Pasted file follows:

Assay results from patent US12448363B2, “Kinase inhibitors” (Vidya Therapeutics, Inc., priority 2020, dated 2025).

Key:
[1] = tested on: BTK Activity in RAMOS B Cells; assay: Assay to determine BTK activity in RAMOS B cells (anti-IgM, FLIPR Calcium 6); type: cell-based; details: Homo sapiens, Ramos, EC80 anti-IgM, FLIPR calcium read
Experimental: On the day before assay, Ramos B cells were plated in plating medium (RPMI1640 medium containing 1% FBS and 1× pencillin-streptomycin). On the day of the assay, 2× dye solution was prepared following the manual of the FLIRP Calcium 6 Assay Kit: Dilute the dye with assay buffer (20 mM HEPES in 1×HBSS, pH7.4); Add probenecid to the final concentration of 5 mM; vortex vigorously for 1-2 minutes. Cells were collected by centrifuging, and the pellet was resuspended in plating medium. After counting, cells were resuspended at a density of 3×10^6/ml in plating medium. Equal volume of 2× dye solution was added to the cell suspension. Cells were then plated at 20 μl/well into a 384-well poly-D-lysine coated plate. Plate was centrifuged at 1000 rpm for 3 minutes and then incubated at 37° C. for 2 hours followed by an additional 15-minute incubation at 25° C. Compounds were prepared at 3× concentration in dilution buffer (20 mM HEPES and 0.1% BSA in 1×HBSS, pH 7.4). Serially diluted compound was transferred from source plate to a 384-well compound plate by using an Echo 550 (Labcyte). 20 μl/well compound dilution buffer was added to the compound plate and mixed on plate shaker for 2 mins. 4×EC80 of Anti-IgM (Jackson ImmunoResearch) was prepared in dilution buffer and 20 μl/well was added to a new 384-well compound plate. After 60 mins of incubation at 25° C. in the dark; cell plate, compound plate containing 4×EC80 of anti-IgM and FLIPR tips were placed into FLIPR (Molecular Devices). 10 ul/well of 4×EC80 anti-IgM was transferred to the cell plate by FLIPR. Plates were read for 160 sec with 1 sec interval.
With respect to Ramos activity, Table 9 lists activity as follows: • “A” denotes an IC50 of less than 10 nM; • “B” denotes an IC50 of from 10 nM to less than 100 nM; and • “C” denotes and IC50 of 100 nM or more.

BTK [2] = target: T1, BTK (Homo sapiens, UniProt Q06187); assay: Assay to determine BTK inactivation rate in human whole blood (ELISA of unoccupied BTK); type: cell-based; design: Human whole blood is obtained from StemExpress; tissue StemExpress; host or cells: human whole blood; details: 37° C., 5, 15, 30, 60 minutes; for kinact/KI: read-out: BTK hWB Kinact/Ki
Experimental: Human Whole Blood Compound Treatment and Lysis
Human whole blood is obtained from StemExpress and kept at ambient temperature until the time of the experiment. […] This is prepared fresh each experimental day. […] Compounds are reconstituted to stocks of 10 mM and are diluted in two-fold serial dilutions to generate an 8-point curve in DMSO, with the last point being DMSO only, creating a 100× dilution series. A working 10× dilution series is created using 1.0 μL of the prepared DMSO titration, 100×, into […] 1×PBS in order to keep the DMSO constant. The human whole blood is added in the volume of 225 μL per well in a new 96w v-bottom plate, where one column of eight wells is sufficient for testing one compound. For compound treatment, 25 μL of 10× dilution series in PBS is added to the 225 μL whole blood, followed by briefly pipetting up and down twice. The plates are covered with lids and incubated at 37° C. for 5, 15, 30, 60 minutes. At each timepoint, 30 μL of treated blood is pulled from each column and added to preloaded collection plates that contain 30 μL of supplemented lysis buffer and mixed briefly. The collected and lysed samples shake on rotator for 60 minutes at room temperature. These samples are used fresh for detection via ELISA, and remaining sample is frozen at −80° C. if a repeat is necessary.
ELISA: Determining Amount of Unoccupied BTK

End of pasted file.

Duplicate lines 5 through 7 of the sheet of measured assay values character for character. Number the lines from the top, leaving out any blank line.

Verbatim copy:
With respect to Ramos activity, Table 9 lists activity as follows: • “A” denotes an IC50 of less than 10 nM; • “B” denotes an IC50 of from 10 nM to less than 100 nM; and • “C” denotes and IC50 of 100 nM or more.

BTK [2] = target: T1, BTK (Homo sapiens, UniProt Q06187); assay: Assay to determine BTK inactivation rate in human whole blood (ELISA of unoccupied BTK); type: cell-based; design: Human whole blood is obtained from StemExpress; tissue StemExpress; host or cells: human whole blood; details: 37° C., 5, 15, 30, 60 minutes; for kinact/KI: read-out: BTK hWB Kinact/Ki
Experimental: Human Whole Blood Compound Treatment and Lysis